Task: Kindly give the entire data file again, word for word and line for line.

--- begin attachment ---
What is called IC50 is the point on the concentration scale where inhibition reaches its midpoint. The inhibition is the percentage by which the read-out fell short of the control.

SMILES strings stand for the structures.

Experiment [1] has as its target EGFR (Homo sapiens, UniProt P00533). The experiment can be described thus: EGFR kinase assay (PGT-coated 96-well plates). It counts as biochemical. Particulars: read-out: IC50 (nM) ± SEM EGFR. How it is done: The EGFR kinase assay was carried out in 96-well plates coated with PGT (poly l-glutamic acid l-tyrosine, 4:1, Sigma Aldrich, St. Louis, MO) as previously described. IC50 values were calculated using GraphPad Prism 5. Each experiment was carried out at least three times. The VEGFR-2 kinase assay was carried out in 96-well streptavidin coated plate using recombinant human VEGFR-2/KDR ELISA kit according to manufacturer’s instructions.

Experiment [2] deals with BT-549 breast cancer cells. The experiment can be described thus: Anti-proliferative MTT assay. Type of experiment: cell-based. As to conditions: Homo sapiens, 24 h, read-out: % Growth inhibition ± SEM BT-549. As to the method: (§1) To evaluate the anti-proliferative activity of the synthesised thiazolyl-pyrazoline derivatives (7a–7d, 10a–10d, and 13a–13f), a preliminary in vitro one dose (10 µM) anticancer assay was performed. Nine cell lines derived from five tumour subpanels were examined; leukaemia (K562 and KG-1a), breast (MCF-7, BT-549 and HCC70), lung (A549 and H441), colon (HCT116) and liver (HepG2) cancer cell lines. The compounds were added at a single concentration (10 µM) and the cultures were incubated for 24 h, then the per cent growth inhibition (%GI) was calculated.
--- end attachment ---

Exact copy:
What is called IC50 is the point on the concentration scale where inhibition reaches its midpoint. The inhibition is the percentage by which the read-out fell short of the control.

SMILES strings stand for the structures.

Experiment [1] has as its target EGFR (Homo sapiens, UniProt P00533). The experiment can be described thus: EGFR kinase assay (PGT-coated 96-well plates). It counts as biochemical. Particulars: read-out: IC50 (nM) ± SEM EGFR. How it is done: The EGFR kinase assay was carried out in 96-well plates coated with PGT (poly l-glutamic acid l-tyrosine, 4:1, Sigma Aldrich, St. Louis, MO) as previously described. IC50 values were calculated using GraphPad Prism 5. Each experiment was carried out at least three times. The VEGFR-2 kinase assay was carried out in 96-well streptavidin coated plate using recombinant human VEGFR-2/KDR ELISA kit according to manufacturer’s instructions.

Experiment [2] deals with BT-549 breast cancer cells. The experiment can be described thus: Anti-proliferative MTT assay. Type of experiment: cell-based. As to conditions: Homo sapiens, 24 h, read-out: % Growth inhibition ± SEM BT-549. As to the method: (§1) To evaluate the anti-proliferative activity of the synthesised thiazolyl-pyrazoline derivatives (7a–7d, 10a–10d, and 13a–13f), a preliminary in vitro one dose (10 µM) anticancer assay was performed. Nine cell lines derived from five tumour subpanels were examined; leukaemia (K562 and KG-1a), breast (MCF-7, BT-549 and HCC70), lung (A549 and H441), colon (HCT116) and liver (HepG2) cancer cell lines. The compounds were added at a single concentration (10 µM) and the cultures were incubated for 24 h, then the per cent growth inhibition (%GI) was calculated.